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Wednesday, May 15, 2002


A Greek Time-Out for Tsakalidis?

Is Greek basketball turning its back on Iakovos “Jake” Tsakalidis of the Phoenix Suns? And can it afford to waste the talents of the first Greek citizen ever to play in the NBA? Without him in the lineup, Greece was eliminated early in the European Basketball Championships held in Istanbul in August 2001. Greek basketball boss Georgios Vasilakopoulos indicated that Tsakalidis would be playing again for Greece as he’s done in the past, but, speaking in Philadelphia six months later, Tsakalidis said he had not heard a word from the Greek national team.

Tsakalidis was happy to talk about Greek basketball as he prepared to go out on the court to face the Philadelphia 76ers in a meaningless end-of-season game. The Phoenix Suns would not be making the playoffs this year. The team had undergone many changes in the past few months, he said, and it needed time to jell. Tsakalidis was more than pleased with his progress, however, in what was his sophomore year in the NBA. When he came from AEK Athens to the Phoenix Suns in the summer of 2000, it seemed to be a risky move for the Suns. While more and more European players are joining the NBA and doing well, there is always a period of adjustment to the faster-paced and more physical game practiced in the United States.

The role that Tsakalidis plays on the team as the center, the big man in the middle, is one that is very difficult to assess in terms of a player’s potential in the NBA. The sheer size of young centers has often led to what sports reporters describe as “overhype” when the teams draft the young recruits every summer. There is a much longer list of young centers failing than there is of success stories, but the Colangelo family, which own the Suns, was smart enough to recognize Tsakalidis’s potential.

Tsakalidis, known as “Big Jake,” is certainly not lacking in size or bulk: he stands 7’2” tall and weighs 285 lbs. He may be tall, but he is certainly not thin or narrow-shouldered. Tsakalidis started weight training soon after he arrived in Greece from Russia as a teenager in 1995. Moreover, he keeps it up, and this summer he says he will be spending a lot of time in the weight room.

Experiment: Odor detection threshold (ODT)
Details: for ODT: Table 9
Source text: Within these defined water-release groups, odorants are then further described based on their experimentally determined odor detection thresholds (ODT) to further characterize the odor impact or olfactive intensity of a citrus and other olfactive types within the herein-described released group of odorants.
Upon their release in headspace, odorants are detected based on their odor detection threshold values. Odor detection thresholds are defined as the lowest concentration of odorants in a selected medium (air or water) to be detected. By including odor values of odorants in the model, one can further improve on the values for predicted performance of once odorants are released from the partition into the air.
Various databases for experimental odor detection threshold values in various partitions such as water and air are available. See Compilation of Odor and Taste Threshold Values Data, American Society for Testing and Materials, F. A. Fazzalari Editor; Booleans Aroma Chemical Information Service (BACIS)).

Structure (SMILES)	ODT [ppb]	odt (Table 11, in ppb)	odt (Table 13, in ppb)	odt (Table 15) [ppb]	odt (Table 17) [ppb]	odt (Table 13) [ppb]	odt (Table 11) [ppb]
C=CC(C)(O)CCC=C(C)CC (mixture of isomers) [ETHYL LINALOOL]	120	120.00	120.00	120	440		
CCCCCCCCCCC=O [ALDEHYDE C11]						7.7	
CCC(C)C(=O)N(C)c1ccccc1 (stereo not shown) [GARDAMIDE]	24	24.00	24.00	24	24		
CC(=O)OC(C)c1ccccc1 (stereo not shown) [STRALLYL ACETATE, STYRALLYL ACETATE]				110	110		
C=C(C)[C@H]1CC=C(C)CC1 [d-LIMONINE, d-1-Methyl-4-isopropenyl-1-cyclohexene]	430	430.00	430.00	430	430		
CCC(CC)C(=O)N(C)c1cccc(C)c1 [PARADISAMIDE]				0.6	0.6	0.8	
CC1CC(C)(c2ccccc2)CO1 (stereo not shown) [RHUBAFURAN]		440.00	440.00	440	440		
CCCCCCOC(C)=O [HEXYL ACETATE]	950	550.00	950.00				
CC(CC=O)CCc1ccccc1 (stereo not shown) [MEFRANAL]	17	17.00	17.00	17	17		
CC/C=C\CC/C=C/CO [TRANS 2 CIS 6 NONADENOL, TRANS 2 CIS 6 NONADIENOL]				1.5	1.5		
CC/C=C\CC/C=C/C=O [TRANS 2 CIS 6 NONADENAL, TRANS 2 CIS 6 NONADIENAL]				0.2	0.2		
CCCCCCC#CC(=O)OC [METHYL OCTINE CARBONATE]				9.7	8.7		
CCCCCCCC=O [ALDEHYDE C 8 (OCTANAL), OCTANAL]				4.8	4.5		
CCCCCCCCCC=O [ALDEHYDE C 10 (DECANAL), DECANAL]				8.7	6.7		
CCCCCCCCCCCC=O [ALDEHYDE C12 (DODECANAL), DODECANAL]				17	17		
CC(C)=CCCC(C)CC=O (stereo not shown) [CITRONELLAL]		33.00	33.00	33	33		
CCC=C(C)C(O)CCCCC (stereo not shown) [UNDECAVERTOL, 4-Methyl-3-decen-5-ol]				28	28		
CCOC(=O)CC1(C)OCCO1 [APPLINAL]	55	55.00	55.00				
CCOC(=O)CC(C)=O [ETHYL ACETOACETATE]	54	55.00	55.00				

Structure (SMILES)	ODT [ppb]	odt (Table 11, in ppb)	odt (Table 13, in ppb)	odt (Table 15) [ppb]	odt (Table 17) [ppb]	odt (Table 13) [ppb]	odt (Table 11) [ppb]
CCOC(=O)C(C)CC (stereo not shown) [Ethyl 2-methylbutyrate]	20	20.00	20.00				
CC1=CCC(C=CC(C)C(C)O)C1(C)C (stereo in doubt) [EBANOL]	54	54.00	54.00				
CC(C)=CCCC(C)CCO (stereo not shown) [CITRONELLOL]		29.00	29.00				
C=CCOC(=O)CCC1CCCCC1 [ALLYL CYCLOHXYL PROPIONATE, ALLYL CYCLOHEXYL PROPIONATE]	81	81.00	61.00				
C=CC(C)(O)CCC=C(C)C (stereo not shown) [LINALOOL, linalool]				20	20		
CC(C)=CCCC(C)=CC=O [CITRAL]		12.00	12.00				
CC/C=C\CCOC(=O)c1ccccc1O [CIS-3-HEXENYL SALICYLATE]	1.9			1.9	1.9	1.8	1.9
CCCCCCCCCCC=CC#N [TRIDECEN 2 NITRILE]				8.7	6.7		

A center also needs speed and quick hands for rebounding and shot-blocking, and Tsakalidis had to prove to his coaches in Phoenix that he possessed those attributes. He did. By the middle of his rookie 2000-01 season, he was the starter for a Suns team that made it to the playoffs only to be eliminated by the eventual champions, the Los Angeles Lakers.

After that, one would have thought that Tsakalidis’s return to the Greek national team for Eurobasket 2001 would have been a no-brainer. The national side is badly in need of rediscovering its winning ways. Back in 1987, the team won the European championship and heralded a renaissance of a sport that lived long in the shadow of soccer, the people’s game in Greece. Alas, what followed was a string of disappointing results, however. Club teams have done very well; indeed, Panathinaikos recently won another European club championship. But club teams are stocked with foreign players, so their success does not yield the trickle-down results of a local neighborhood boy’s trajectory to fame and fortune.

Since the national team is the flagship of Greek basketball, its success can sustain the game’s popularity, overshadowing the frequent club-level shenanigans and outbursts of hooliganism. But the flagship has been letting in a lot of water lately, and attendance at basketball games has declined steadily over the past years. That should have been all the more reason, one would think, to ensure that the one Greek with NBA experience was in the lineup in Istanbul in August of 2001. In fact, former team coach Kostas Petropoulos met with Tsakalidis early that year, and they agreed on a training schedule and even on the player’s date of arrival in Athens to join the team. Yet there was one little detail that remained unresolved: Tsakalidis’s military service.

Even though Tsakalidis was born in the Georgian soviet republic, once he acquired Greek citizenship through his mother’s ancestry, he also acquired the obligation to serve in the Greek military. This is a must for all Greek males, although deferments can be obtained and those with the right connections serve only nominally. Greeks living abroad who are liable to be drafted upon their return can obtain permission to visit Greece for several weeks and then leave again without being stopped at the airport. The Phoenix Suns quite rightly did not want Big Jake traveling to Greece to train with only a flimsy 15-day permit protecting him from being kept to serve in his ancestral motherland’s military. Another concern was the hostile attitude of his former club, AEK Athens, which had gone to court unsuccessfully to block his move to the Suns.